Abu Dhabi, UAEWednesday 30 September 2020

‘Do I have to cancel my husband's sponsorship to start a new job in Dubai?'

New employer claims it is illegal to work as a sponsored dependant on a residence visa issued in another emirate

It is permitted for someone on a residency visa as a sponsored dependent in one emirate to work in another emirate provided that a work permit is obtained and they have the sponsor's permission. Andrew Parsons / The National 
It is permitted for someone on a residency visa as a sponsored dependent in one emirate to work in another emirate provided that a work permit is obtained and they have the sponsor's permission. Andrew Parsons / The National 

I am about to start a new job for a large company in Dubai. Although all terms have been agreed, the HR department has now asked me to change my visa to the company’s visa and be sponsored by them. I am currently on my husband’s sponsorship and he has a residency visa that is issued in Abu Dhabi by his employer. The HR person has told me that it is illegal for me to work on my husband’s visa because it has been issued in Abu Dhabi. I am doubtful as I have been employed before on this visa but I would still like to check. AH, Abu Dhabi

The HR person at your new company is incorrect. It is permitted for a sponsored dependant in one emirate to work in another emirate provided that a work permit is obtained and they have the permission of their sponsor. In this case, a simple no objection letter from AH’s husband is all that is required. It may be that the employer has a company policy in which they prefer to sponsor employees, although this comes with extra fees and responsibilities, but this cannot be enforced. It is certainly not illegal for AH to be employed in Dubai with a work permit from the employer. Many people are employed on this basis. The HR person may not be familiar with the rules, so AH needs to point out that this is permissible. If the employer has doubts, they can contact the Ministry of Human Resources and Emiratisation for confirmation.

I moved to Dubai at the start of this year. As a keen fisherman, I’d like to go fishing here. Can you tell me if a permit is required and if so, how do I get one? AK, Dubai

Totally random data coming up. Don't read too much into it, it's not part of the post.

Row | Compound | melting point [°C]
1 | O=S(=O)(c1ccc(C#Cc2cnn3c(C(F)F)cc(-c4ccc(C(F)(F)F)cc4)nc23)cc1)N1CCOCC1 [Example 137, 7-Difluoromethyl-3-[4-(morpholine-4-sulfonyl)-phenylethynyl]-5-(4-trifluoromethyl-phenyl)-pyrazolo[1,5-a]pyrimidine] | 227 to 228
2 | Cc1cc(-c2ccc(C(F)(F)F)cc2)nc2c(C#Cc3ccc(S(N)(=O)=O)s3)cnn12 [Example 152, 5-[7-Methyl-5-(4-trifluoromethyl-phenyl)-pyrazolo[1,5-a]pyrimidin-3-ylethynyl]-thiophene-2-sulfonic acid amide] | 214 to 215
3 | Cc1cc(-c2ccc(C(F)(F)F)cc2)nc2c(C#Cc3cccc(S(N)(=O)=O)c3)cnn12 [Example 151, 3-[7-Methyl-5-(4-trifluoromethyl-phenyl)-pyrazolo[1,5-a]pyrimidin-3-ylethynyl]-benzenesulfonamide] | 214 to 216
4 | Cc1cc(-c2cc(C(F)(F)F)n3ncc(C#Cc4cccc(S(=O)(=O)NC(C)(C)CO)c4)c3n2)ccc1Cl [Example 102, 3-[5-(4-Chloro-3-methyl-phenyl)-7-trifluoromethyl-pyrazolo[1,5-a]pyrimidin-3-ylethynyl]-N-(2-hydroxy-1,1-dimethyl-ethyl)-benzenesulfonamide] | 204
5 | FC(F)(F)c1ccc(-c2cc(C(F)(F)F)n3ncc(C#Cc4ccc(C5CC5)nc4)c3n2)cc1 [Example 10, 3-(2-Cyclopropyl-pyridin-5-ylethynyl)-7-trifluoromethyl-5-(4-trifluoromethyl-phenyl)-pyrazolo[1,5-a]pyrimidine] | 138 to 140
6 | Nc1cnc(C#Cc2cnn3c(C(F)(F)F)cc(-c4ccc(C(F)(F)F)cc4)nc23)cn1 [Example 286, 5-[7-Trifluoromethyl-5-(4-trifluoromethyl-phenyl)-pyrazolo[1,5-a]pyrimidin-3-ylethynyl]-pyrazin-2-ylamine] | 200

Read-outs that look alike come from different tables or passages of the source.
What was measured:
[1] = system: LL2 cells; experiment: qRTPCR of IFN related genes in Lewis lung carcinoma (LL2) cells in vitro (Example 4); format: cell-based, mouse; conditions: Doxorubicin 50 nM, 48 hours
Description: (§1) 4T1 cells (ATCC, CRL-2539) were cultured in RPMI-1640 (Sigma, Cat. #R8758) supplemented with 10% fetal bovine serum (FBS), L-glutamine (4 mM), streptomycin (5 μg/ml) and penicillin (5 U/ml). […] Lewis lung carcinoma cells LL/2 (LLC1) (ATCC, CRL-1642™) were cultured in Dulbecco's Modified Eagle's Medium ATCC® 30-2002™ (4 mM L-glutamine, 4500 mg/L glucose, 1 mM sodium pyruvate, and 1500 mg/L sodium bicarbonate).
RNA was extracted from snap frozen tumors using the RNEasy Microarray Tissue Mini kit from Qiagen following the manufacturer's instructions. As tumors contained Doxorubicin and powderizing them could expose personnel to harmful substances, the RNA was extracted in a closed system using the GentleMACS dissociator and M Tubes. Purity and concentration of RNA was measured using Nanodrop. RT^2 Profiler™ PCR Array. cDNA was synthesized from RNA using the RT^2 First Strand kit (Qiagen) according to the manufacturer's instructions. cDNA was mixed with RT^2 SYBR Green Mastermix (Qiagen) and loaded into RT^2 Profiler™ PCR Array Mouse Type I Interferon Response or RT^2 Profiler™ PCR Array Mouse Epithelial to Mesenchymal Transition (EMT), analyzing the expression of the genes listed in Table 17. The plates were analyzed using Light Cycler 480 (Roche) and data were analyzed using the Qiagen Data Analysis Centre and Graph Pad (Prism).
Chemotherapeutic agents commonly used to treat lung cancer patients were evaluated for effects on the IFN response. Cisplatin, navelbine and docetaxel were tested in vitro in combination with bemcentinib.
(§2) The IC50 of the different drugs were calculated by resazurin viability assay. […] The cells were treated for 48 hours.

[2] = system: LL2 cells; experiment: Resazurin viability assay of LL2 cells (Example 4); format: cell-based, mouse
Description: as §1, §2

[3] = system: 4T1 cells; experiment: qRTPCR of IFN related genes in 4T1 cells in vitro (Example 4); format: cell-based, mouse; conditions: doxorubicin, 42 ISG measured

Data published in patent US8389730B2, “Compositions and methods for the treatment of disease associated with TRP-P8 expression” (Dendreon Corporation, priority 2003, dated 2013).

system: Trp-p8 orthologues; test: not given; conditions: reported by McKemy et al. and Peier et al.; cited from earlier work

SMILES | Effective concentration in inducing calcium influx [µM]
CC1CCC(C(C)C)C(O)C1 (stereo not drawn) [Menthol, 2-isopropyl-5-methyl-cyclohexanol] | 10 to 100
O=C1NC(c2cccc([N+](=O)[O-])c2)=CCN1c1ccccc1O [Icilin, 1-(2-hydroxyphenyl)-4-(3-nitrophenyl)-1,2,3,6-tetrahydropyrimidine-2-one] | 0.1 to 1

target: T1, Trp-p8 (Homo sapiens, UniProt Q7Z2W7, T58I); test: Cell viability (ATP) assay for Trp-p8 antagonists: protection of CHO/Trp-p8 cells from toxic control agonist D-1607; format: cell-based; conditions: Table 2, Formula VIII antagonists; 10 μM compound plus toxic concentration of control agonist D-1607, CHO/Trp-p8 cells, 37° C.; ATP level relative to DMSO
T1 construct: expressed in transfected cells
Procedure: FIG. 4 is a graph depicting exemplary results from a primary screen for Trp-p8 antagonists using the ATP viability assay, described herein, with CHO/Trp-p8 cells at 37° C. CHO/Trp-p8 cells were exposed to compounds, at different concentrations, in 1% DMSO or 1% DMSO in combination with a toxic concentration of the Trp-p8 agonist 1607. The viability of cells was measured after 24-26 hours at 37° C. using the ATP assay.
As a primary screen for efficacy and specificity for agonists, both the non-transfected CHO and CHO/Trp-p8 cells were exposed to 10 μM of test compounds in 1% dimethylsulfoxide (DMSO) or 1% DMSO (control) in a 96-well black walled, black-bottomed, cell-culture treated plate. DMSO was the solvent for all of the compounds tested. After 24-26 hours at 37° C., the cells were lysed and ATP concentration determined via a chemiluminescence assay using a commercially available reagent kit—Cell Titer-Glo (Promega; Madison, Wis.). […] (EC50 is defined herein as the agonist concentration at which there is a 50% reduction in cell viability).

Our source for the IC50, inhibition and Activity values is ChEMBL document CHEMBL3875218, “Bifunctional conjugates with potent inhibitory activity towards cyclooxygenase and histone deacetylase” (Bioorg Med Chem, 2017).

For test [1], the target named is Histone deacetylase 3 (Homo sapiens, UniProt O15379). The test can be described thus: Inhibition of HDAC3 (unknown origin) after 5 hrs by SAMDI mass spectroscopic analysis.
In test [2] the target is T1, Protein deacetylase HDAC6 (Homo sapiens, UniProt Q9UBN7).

Recreational fishing in Dubai is overseen by the Natural Resources Protection section of Dubai Municipality. To fish using a rod, either from the coast or in a boat in coastal waters, residents can apply for a licence that is valid for a period of a year but no recreational fishing is permitted from June to October. This is to allow stocks to replenish. To apply, go to the Dubai Municipality website www.dm.gov.ae. Documents required include passport, identity card and proof of address, and a licence is usually issued within three days.

There is no fee for the licence, but individuals can be fined Dh1,000 if caught fishing without a licence. They are available to Dubai visa holders and each emirate has its own rules and permits.

I have received an email from my employer to say that my whole department is shutting down and all staff are to be terminated. The company has been badly hit by Covid-19 restrictions and although we have been paid, we sort of expected this to happen. We have been given six weeks’ notice. All seems fair but just so I am perfectly clear, can you confirm what I am due as a final payment? Does the company have to pay for my flight if I leave the country? I will have been with the company for five years and three months and it is an open-ended contract. TF, Abu Dhabi

In this situation, TF is due an end of service gratuity in accordance with Article 132 of the UAE Labour Law. This states: “The worker having spent one year or more in continuous service shall be entitled to an end of service gratuity upon the termination of his service. The days of absence from work without pay shall not be included in the calculation of the period of service, and the gratuity shall be calculated as follows: 1. The wage of 21 days for each of the first five years of service. 2. The wage of 30 days for every additional year. Always provided that the total gratuity does not exceed the wage of two years.” The gratuity is calculated using the basic salary only.

If TF has accrued any days of annual leave at the time of his departure, he is entitled to payment in lieu.

In respect of the flight, this is covered in Article 131 of the Labour Law: “The employer shall, upon the termination of the contract, bear the expenses of repatriation of the worker to the location from which he is hired, or to any other location agreed upon between the parties. Should the worker, upon the termination of the contract, be employed by another employer, the latter shall be liable for the repatriation expenses of the worker upon the end of his service.” This confirms that the employer only needs to pay for a flight if TF leaves the UAE.

Keren Bobker is an independent financial adviser and senior partner with Holborn Assets in Dubai, with more than 25 years’ experience. Contact her at keren@holbornassets.com. Follow her on Twitter at @FinancialUAE

The advice provided in our columns does not constitute legal advice and is provided for information only

Updated: August 8, 2020 03:47 PM

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